Gay rights money funds archbishop’s critics
Faithful America part of national progressive advocacy network
September 10th, 2014
By Valerie Schmalz
"Many Catholics in the San Francisco Bay Area were surprised by the strong negative reaction to Archbishop Salvatore J. Cordileone’s decision to give a talk about traditional marriage at a June 19 Washington, D.C., rally organized to support marriage.
A national online petition from Faithful America and a nationally publicized June 10 letter from 78 politicians and others urged the archbishop to withdraw from the March for Marriage in Washington, D.C. The letter and petition citing “hate” speech by the National Organization for Marriage and the labeling participant Family Research Council as a “hate group” created a media storm and disturbed many local Catholics and pastors.
Most are used to attacks on the archbishop for his strong advocacy of the Catholic Church’s teaching on marriage and family, but the reaction seemed disproportionate to the event – which was a talk at a rally by a Catholic Church leader who has given many talks in support of marriage and family across the country and in the media.
The cause for surprise among Catholics may be they assumed the powerful reaction was spontaneous. Now there is abundant evidence the reaction was both well planned and financed by Faithful America, an organization that is supported directly and indirectly by politically powerful and wealthy men and by grant-making foundations who have devoted millions of dollars to promoting acceptance of lesbian, gay, bisexual and transgender (LGBT) behavior...."
Flowchart showing funding behind the "Open Letter" to Archbishop Cordileone.
Courtesy Catholic San Francisco.
Courtesy Catholic San Francisco.
The article is part one of a three-part special report. It is very heartening to see this in an Archdiocesan newspaper. Not only that, the Archdiocese has a number of its ministries involved in the special report. Ms. Schmalz's article quotes Jesuit Father John Piderit, the Archdiocese's new moderator of the curia and vicar for administration. Fr. Piderit says:
Fr. Piderit adds:“The message is part of a larger strategy, and the appearance of open letters and demonstrators is planned, not spontaneous.”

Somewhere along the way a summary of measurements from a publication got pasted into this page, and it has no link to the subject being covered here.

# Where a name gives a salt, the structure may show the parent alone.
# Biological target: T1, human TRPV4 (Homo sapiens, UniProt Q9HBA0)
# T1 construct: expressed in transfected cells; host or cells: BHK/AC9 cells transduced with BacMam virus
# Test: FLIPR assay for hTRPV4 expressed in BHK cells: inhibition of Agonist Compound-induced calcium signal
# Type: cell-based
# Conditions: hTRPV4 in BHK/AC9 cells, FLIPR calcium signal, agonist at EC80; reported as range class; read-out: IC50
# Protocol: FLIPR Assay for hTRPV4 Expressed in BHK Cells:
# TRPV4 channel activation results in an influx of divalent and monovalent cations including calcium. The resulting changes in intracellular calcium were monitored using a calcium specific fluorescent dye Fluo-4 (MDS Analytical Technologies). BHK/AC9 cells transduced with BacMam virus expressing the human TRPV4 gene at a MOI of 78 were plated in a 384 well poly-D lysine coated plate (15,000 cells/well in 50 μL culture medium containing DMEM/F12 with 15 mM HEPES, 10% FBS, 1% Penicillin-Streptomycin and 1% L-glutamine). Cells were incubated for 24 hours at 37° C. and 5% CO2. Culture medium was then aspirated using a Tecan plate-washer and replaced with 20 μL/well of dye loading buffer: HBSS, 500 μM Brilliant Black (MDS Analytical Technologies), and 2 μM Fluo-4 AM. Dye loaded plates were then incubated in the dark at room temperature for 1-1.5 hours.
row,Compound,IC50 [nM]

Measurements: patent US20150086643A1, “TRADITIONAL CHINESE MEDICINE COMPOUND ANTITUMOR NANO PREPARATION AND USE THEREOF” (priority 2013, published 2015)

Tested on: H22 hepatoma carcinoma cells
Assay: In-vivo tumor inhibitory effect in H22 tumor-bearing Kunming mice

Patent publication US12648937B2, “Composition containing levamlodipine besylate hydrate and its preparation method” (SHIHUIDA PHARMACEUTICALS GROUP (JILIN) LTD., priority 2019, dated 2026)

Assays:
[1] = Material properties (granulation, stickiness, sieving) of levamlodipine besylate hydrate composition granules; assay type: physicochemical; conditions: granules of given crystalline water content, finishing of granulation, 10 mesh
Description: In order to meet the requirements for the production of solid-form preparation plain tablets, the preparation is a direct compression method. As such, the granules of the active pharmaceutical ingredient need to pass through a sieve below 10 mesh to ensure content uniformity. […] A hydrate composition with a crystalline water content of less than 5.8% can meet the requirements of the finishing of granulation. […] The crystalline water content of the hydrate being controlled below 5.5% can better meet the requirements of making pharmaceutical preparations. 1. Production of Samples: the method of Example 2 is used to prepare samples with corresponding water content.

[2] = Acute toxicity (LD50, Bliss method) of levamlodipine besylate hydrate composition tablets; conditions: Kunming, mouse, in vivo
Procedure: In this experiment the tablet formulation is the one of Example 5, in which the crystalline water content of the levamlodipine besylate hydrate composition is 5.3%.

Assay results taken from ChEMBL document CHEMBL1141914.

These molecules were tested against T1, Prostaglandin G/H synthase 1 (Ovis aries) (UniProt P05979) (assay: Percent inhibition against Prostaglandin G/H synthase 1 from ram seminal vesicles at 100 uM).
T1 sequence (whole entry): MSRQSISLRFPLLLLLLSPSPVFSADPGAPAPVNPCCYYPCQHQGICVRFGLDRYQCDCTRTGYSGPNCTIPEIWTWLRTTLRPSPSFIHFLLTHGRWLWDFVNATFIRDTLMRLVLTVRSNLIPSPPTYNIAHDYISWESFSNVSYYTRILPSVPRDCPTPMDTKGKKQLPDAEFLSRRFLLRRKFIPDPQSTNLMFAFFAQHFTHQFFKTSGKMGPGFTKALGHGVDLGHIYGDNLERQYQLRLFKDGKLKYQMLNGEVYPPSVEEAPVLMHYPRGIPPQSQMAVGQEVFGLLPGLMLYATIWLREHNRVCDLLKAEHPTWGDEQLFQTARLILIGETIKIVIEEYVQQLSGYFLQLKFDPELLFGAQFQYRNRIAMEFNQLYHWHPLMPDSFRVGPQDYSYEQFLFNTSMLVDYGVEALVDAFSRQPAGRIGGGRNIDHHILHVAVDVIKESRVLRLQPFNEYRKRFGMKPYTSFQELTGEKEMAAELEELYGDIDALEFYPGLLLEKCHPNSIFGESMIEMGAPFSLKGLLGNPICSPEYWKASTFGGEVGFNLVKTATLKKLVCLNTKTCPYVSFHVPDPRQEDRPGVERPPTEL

In addition to Ms. Schmalz's expose, the paper also contains two related pieces by Mr. Ed Hopfner, the director of the Office of Marriage and Family Life for the Archdiocese. His first piece articulates the Church's teaching on marriage--what it is and what it isn't:
"The marriage vows reflect the love of God shown us in the person of Jesus Christ – freely given, faithfully and completely given, and fruitful (life-giving). Furthermore, through his life, death and resurrection, Christ has elevated marriage to a sacrament, which gives us the grace to overcome our lust – our disordered desire, our tendency to use others, even our spouse, instead of love them – and love our spouse in the way they deserve.
No other kind of 'love relationship' (parent-child, sibling, friendship, same-sex couple, polygamous ... ) has these features – thus no other kind can be a marriage in our understanding. While many states have legalized same-sex marriage, the church cannot recognize them as such. Pope Francis, while reminding us that we cannot judge the heart, only actions, with his famous 'Who am I to judge?' quote, has reiterated the church’s teaching on the unique character of ‘traditional’ marriage, calling same-sex legal marriage a 'destructive attack on God’s plan,' since it omits a key element of marriage, openness to new life."
Mr. Hopfner's second contribution articulates the Church's teaching on conscience:
"The Catholic Church does teach the primacy of individual conscience. It’s like a compass God has given us, to make moral decisions. In fact, the Catechism of the Catholic Church tells us that we must always obey our consciences.
However it also tells us we have an obligation of proper formation of conscience, since we are all 'tempted by sin to prefer … (our) own judgment and to reject authoritative teachings.' Just like a compass can point in the wrong direction if a magnet is nearby, so our conscience can be pulled in the wrong direction, and make errors in judgment. The catechism tells us this is particularly true when we are subject to 'bad example by others ... (by) a mistaken notion of autonomy of conscience, (or) rejection of the church’s authority and her teaching.'”